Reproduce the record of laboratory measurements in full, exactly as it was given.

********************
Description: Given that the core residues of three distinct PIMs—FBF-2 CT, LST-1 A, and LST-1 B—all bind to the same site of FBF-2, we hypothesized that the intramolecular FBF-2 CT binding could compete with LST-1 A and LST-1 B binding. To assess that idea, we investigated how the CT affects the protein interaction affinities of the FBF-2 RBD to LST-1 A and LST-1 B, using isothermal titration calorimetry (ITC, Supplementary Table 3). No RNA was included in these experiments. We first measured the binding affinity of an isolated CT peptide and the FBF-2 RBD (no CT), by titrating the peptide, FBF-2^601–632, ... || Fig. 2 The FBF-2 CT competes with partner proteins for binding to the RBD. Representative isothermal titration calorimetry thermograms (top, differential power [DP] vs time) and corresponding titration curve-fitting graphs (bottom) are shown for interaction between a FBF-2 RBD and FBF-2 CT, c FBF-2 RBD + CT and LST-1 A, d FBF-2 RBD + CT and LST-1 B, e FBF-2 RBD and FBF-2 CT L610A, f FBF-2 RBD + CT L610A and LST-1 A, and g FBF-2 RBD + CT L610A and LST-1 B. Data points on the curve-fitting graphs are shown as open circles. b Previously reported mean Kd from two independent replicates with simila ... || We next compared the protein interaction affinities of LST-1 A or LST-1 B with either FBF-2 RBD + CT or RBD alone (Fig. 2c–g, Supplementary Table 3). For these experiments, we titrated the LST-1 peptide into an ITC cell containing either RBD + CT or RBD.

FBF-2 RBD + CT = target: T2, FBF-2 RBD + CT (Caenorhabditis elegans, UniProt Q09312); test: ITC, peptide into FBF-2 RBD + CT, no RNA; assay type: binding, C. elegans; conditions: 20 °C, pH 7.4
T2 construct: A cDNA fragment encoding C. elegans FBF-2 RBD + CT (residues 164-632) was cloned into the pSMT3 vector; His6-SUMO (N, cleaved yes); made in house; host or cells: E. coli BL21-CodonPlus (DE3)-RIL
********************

Description: Given that the core residues of three distinct PIMs—FBF-2 CT, LST-1 A, and LST-1 B—all bind to the same site of FBF-2, we hypothesized that the intramolecular FBF-2 CT binding could compete with LST-1 A and LST-1 B binding. To assess that idea, we investigated how the CT affects the protein interaction affinities of the FBF-2 RBD to LST-1 A and LST-1 B, using isothermal titration calorimetry (ITC, Supplementary Table 3). No RNA was included in these experiments. We first measured the binding affinity of an isolated CT peptide and the FBF-2 RBD (no CT), by titrating the peptide, FBF-2^601–632, ... || Fig. 2 The FBF-2 CT competes with partner proteins for binding to the RBD. Representative isothermal titration calorimetry thermograms (top, differential power [DP] vs time) and corresponding titration curve-fitting graphs (bottom) are shown for interaction between a FBF-2 RBD and FBF-2 CT, c FBF-2 RBD + CT and LST-1 A, d FBF-2 RBD + CT and LST-1 B, e FBF-2 RBD and FBF-2 CT L610A, f FBF-2 RBD + CT L610A and LST-1 A, and g FBF-2 RBD + CT L610A and LST-1 B. Data points on the curve-fitting graphs are shown as open circles. b Previously reported mean Kd from two independent replicates with simila ... || We next compared the protein interaction affinities of LST-1 A or LST-1 B with either FBF-2 RBD + CT or RBD alone (Fig. 2c–g, Supplementary Table 3). For these experiments, we titrated the LST-1 peptide into an ITC cell containing either RBD + CT or RBD.

FBF-2 RBD + CT = target: T2, FBF-2 RBD + CT (Caenorhabditis elegans, UniProt Q09312); test: ITC, peptide into FBF-2 RBD + CT, no RNA; assay type: binding, C. elegans; conditions: 20 °C, pH 7.4
T2 construct: A cDNA fragment encoding C. elegans FBF-2 RBD + CT (residues 164-632) was cloned into the pSMT3 vector; His6-SUMO (N, cleaved yes); made in house; host or cells: E. coli BL21-CodonPlus (DE3)-RIL